#WomenKickAss

Women Have Bigger box Office Draw Yet Are Still Drastically Under-Represented

Women, Proven, The Bigger Box Office Draw, Yet Representation Stagnates.

That’s not just poor representation, it’s also bad business.

A culmination of research from the last two years is starting to prove that despite the stagnated representation in all roles in the industry, women still have a much bigger box office draw.  This has gotten to a point where the business part of leaving women out is nonsensical.  It is absolutely gender bias that has been keeping women-led films from being made. Television is doing a lot of compensating for that fact. Not enough. shows with female creators, 42% of characters are female. Compare that to shows with only male creators, where 35% of characters are female. In the writer’s room, the contrast is stark: When there’s at least one woman creator, 32% of scribes are female. Without a female creator: 8%.

 

it’s not just big-budget superhero movies that are failing to hire them. Out of all directors working on the top 100 films in 2014, only two were female: Ava DuVernay (Selma) and Angelina Jolie (Unbroken). The writing and producing fields yielded slightly better results, but not by much: Only 11.2% of the writers and 18.9% of the producers on these projects were women.

The racial and ethnic breakdown of characters in the most popular films is similarly disappointing. In 2014, 26.9% of speaking characters were not white. Worse, the study notes, that figure is virtually unchanged from 2007. In eight years, diversity in Hollywood’s most popular movies has stayed stagnant.

the box office grosses of the top 25 films from each year from 2006 to 2015, was calculated how much money each of these movies actually grossed domestically — so not just their box office take, but how much they earned over their budget. Figures for both budget and box office take were sourced from Running the numbers unearths quite a revealing result. Over those years, a box office hit about a man — think the Harry Potter series, or about a group of men like Wild Hogs — grossed an average of $80.6 million. In the same period, a hit film about a woman grossed an average of $126.1 million. That means, on balance, top-grossing movies about women earned $45.5 million more at the box office than movies about men.

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Ninety-seven of the 133 movies represented in this selection are about men. Only 36 are about women — the people who are, as it is now proven, the bigger box office draw. That’s not just poor representation, it’s also bad business.

As the Oscars and Hollywood continues to draw criticism for the lack of
equal representation of gender and diversity, ground-breaking global research by the Geena Davis Institute on Gender in Media and J. Walter Thompson Company shows that female role models in film and TV are hugely influential in driving women to improve their lives.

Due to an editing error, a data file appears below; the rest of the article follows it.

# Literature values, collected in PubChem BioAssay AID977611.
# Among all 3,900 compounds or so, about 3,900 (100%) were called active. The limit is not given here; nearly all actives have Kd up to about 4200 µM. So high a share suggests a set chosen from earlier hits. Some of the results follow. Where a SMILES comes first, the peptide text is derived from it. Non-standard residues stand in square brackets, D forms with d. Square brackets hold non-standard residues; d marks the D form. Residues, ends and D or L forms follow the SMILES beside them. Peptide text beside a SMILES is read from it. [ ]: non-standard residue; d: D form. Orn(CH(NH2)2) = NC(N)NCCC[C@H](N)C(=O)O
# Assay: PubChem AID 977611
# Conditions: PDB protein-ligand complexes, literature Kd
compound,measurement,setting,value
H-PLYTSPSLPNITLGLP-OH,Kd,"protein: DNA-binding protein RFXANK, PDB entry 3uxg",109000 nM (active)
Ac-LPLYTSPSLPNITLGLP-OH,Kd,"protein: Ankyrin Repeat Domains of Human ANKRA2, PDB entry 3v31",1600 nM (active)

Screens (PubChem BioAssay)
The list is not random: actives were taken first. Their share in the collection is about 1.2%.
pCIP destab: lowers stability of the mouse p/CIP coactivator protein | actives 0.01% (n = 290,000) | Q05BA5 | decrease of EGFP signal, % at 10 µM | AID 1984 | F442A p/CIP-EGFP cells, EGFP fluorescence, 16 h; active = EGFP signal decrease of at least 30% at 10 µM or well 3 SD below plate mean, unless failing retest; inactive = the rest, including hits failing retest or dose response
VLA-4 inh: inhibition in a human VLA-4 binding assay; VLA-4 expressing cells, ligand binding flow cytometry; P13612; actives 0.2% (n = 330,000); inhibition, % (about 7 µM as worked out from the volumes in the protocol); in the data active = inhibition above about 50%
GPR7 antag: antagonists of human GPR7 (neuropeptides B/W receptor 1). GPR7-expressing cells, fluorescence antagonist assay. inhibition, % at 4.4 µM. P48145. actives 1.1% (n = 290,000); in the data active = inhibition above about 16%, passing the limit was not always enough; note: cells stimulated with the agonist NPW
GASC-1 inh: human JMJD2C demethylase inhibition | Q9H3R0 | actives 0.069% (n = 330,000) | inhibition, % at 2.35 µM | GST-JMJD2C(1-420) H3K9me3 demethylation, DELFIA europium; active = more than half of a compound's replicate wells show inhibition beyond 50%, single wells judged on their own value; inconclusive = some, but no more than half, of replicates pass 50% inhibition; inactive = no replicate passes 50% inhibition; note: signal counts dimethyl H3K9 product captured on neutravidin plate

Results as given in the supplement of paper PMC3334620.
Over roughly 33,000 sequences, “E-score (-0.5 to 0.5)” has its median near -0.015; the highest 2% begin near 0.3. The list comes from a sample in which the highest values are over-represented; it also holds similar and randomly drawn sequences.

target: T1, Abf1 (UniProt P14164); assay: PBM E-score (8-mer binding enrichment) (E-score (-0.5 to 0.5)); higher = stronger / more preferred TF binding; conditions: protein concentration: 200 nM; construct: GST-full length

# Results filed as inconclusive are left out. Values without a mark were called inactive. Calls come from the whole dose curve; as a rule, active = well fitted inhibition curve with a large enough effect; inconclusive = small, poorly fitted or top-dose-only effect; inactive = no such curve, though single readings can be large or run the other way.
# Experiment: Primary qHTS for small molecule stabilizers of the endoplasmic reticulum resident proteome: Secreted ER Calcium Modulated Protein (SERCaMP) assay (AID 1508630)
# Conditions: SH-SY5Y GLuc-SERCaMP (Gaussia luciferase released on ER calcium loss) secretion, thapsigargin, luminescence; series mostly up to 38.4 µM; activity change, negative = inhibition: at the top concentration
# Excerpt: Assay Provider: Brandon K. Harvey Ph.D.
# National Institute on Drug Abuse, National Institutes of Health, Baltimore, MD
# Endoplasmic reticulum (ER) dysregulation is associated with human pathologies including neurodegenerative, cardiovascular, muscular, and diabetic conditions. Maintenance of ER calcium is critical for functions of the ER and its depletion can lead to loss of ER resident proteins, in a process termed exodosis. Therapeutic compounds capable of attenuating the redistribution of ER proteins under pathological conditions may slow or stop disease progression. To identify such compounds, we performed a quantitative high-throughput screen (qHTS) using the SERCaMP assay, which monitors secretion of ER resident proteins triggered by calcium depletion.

The research by the Institute and JWT finds that 90% of women globally feel that female role models in film or TV are important, 61% said female role models in film and TV have been influential in their lives and 58% said that women have been inspired to be more ambitious or assertive.

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Arrow — “Crisis on Earth-X, Part 2” — AR608a_0202b.jpg — Pictured (L-R): Caity Lotz as Sara Lance and Chyler Leigh as Alex Danvers — Photo: Jack Rowand/The CW — © 2017 The CW Network, LLC. All Rights Reserved

The survey of 4,300 women in nine countries; Brazil, China, India Saudi Arabia, South Africa, Russia, Australia, the United Kingdom and the U.S., also showed that one-in-nine globally, rising as high as one-in-four in Brazil, said that positive female role models had given them the courage to leave an abusive relationship.
However, 53% of women globally think there is a lack of female role models in film and TV, 74% said they wished they had seen more female role models growing up and 80% said that women should have a louder voice when it comes to cultural influence

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Not to mention that in 2017 women-led movies absolutely owned domestic box office dollars with 30% representation. If Hollywood is really about the money, why do female directors represent only 13% of movies made. These are all numbers come from reputable long-running university studies. There were actually more women behind the camera’s in 1998 than any time since then..people need to do their research and check their assumptions and inherent bias.

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There is something called the “male gaze” and women spend more money on entertainment including going to the movies and watching television. When there are women created projects men may not even notice the difference in some things but women do. If a woman had directed Jurassic World would the female lead have spent the entire movie running in heels? pssh, give me a break. Women are more than the over-sexualized roles that they are given. Movies depend on making connections with the audience, with more and more women turning off media that is the “dumb blonde” stereotype ..the survival of actual movie theaters may depend on status quo being forced to change to the expectations of consumers.CBCD2C54-EB9F-4B12-B2F7-9B084D481BA6

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